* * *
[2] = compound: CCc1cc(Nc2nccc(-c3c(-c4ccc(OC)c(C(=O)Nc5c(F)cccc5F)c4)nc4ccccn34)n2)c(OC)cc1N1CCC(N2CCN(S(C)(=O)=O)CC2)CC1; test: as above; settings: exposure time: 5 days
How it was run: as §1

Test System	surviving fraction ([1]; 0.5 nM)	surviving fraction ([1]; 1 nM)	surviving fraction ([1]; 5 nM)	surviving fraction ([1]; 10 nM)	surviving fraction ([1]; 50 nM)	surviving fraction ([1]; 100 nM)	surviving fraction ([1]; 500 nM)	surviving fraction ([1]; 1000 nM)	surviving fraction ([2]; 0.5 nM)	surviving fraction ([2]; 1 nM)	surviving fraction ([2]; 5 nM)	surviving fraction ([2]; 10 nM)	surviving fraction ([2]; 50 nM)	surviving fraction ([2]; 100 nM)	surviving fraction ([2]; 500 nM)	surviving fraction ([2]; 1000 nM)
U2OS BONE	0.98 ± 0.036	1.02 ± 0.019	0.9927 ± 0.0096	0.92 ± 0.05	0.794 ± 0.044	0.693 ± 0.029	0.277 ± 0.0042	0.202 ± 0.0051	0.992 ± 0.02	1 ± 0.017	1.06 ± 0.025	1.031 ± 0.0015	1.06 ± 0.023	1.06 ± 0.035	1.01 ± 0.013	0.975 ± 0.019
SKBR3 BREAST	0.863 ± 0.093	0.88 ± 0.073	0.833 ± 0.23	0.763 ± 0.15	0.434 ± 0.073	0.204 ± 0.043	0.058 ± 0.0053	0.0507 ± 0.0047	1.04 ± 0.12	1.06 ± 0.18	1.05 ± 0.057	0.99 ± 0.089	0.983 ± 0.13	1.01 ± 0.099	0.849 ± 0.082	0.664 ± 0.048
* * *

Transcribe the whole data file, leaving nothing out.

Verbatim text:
[2] = compound: CCc1cc(Nc2nccc(-c3c(-c4ccc(OC)c(C(=O)Nc5c(F)cccc5F)c4)nc4ccccn34)n2)c(OC)cc1N1CCC(N2CCN(S(C)(=O)=O)CC2)CC1; test: as above; settings: exposure time: 5 days
How it was run: as §1

Test System	surviving fraction ([1]; 0.5 nM)	surviving fraction ([1]; 1 nM)	surviving fraction ([1]; 5 nM)	surviving fraction ([1]; 10 nM)	surviving fraction ([1]; 50 nM)	surviving fraction ([1]; 100 nM)	surviving fraction ([1]; 500 nM)	surviving fraction ([1]; 1000 nM)	surviving fraction ([2]; 0.5 nM)	surviving fraction ([2]; 1 nM)	surviving fraction ([2]; 5 nM)	surviving fraction ([2]; 10 nM)	surviving fraction ([2]; 50 nM)	surviving fraction ([2]; 100 nM)	surviving fraction ([2]; 500 nM)	surviving fraction ([2]; 1000 nM)
U2OS BONE	0.98 ± 0.036	1.02 ± 0.019	0.9927 ± 0.0096	0.92 ± 0.05	0.794 ± 0.044	0.693 ± 0.029	0.277 ± 0.0042	0.202 ± 0.0051	0.992 ± 0.02	1 ± 0.017	1.06 ± 0.025	1.031 ± 0.0015	1.06 ± 0.023	1.06 ± 0.035	1.01 ± 0.013	0.975 ± 0.019
SKBR3 BREAST	0.863 ± 0.093	0.88 ± 0.073	0.833 ± 0.23	0.763 ± 0.15	0.434 ± 0.073	0.204 ± 0.043	0.058 ± 0.0053	0.0507 ± 0.0047	1.04 ± 0.12	1.06 ± 0.18	1.05 ± 0.057	0.99 ± 0.089	0.983 ± 0.13	1.01 ± 0.099	0.849 ± 0.082	0.664 ± 0.048